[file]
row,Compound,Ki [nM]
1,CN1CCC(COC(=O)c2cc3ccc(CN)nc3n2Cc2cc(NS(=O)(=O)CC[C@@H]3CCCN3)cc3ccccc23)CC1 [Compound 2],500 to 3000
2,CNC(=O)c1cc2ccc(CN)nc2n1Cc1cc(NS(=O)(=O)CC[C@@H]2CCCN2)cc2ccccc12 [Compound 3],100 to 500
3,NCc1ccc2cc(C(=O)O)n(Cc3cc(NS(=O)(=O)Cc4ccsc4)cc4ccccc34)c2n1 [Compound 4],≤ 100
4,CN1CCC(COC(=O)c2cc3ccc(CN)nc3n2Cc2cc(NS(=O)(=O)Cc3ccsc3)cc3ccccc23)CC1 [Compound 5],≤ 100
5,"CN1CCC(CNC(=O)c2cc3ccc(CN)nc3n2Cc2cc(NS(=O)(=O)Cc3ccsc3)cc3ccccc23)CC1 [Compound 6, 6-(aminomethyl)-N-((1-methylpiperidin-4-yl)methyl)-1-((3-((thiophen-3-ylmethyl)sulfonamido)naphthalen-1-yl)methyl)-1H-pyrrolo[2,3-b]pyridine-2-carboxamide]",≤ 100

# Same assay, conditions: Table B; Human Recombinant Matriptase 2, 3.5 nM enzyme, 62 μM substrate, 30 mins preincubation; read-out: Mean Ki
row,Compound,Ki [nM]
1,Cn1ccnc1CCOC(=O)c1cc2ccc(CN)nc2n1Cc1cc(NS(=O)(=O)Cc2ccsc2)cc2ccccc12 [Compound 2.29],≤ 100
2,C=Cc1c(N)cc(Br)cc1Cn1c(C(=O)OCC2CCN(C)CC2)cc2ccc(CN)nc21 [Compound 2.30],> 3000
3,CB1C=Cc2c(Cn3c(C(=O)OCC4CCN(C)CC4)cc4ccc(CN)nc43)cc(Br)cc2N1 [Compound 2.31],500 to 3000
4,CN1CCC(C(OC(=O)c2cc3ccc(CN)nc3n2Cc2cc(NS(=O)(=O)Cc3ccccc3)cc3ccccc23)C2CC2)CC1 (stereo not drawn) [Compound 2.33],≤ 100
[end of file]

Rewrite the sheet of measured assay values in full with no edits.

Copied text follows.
row,Compound,Ki [nM]
1,CN1CCC(COC(=O)c2cc3ccc(CN)nc3n2Cc2cc(NS(=O)(=O)CC[C@@H]3CCCN3)cc3ccccc23)CC1 [Compound 2],500 to 3000
2,CNC(=O)c1cc2ccc(CN)nc2n1Cc1cc(NS(=O)(=O)CC[C@@H]2CCCN2)cc2ccccc12 [Compound 3],100 to 500
3,NCc1ccc2cc(C(=O)O)n(Cc3cc(NS(=O)(=O)Cc4ccsc4)cc4ccccc34)c2n1 [Compound 4],≤ 100
4,CN1CCC(COC(=O)c2cc3ccc(CN)nc3n2Cc2cc(NS(=O)(=O)Cc3ccsc3)cc3ccccc23)CC1 [Compound 5],≤ 100
5,"CN1CCC(CNC(=O)c2cc3ccc(CN)nc3n2Cc2cc(NS(=O)(=O)Cc3ccsc3)cc3ccccc23)CC1 [Compound 6, 6-(aminomethyl)-N-((1-methylpiperidin-4-yl)methyl)-1-((3-((thiophen-3-ylmethyl)sulfonamido)naphthalen-1-yl)methyl)-1H-pyrrolo[2,3-b]pyridine-2-carboxamide]",≤ 100

# Same assay, conditions: Table B; Human Recombinant Matriptase 2, 3.5 nM enzyme, 62 μM substrate, 30 mins preincubation; read-out: Mean Ki
row,Compound,Ki [nM]
1,Cn1ccnc1CCOC(=O)c1cc2ccc(CN)nc2n1Cc1cc(NS(=O)(=O)Cc2ccsc2)cc2ccccc12 [Compound 2.29],≤ 100
2,C=Cc1c(N)cc(Br)cc1Cn1c(C(=O)OCC2CCN(C)CC2)cc2ccc(CN)nc21 [Compound 2.30],> 3000
3,CB1C=Cc2c(Cn3c(C(=O)OCC4CCN(C)CC4)cc4ccc(CN)nc43)cc(Br)cc2N1 [Compound 2.31],500 to 3000
4,CN1CCC(C(OC(=O)c2cc3ccc(CN)nc3n2Cc2cc(NS(=O)(=O)Cc3ccccc3)cc3ccccc23)C2CC2)CC1 (stereo not drawn) [Compound 2.33],≤ 100